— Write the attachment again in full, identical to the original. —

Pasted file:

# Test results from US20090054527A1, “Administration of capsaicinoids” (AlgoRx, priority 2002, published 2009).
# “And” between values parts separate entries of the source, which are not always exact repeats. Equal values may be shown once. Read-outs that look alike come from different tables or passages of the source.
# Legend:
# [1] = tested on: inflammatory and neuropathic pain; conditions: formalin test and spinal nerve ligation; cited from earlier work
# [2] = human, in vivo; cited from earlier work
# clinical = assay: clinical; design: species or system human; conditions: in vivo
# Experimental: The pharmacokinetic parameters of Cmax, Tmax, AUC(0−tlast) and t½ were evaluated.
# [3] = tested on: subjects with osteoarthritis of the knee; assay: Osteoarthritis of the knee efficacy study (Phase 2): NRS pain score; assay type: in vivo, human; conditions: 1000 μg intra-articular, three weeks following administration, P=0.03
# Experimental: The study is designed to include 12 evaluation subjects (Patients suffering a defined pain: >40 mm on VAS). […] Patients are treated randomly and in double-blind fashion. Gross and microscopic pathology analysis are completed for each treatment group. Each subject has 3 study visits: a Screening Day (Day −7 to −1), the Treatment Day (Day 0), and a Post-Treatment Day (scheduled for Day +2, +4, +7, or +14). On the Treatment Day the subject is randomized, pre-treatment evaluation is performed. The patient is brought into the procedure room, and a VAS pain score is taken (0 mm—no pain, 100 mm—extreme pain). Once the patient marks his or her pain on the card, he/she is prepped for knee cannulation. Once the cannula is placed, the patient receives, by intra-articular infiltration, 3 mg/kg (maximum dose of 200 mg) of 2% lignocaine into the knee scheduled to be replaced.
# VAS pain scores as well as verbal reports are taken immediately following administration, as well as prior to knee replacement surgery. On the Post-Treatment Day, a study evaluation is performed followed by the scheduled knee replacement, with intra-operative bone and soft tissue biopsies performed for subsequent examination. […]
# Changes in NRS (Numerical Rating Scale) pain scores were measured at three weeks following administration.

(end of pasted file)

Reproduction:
# Test results from US20090054527A1, “Administration of capsaicinoids” (AlgoRx, priority 2002, published 2009).
# “And” between values parts separate entries of the source, which are not always exact repeats. Equal values may be shown once. Read-outs that look alike come from different tables or passages of the source.
# Legend:
# [1] = tested on: inflammatory and neuropathic pain; conditions: formalin test and spinal nerve ligation; cited from earlier work
# [2] = human, in vivo; cited from earlier work
# clinical = assay: clinical; design: species or system human; conditions: in vivo
# Experimental: The pharmacokinetic parameters of Cmax, Tmax, AUC(0−tlast) and t½ were evaluated.
# [3] = tested on: subjects with osteoarthritis of the knee; assay: Osteoarthritis of the knee efficacy study (Phase 2): NRS pain score; assay type: in vivo, human; conditions: 1000 μg intra-articular, three weeks following administration, P=0.03
# Experimental: The study is designed to include 12 evaluation subjects (Patients suffering a defined pain: >40 mm on VAS). […] Patients are treated randomly and in double-blind fashion. Gross and microscopic pathology analysis are completed for each treatment group. Each subject has 3 study visits: a Screening Day (Day −7 to −1), the Treatment Day (Day 0), and a Post-Treatment Day (scheduled for Day +2, +4, +7, or +14). On the Treatment Day the subject is randomized, pre-treatment evaluation is performed. The patient is brought into the procedure room, and a VAS pain score is taken (0 mm—no pain, 100 mm—extreme pain). Once the patient marks his or her pain on the card, he/she is prepped for knee cannulation. Once the cannula is placed, the patient receives, by intra-articular infiltration, 3 mg/kg (maximum dose of 200 mg) of 2% lignocaine into the knee scheduled to be replaced.
# VAS pain scores as well as verbal reports are taken immediately following administration, as well as prior to knee replacement surgery. On the Post-Treatment Day, a study evaluation is performed followed by the scheduled knee replacement, with intra-operative bone and soft tissue biopsies performed for subsequent examination. […]
# Changes in NRS (Numerical Rating Scale) pain scores were measured at three weeks following administration.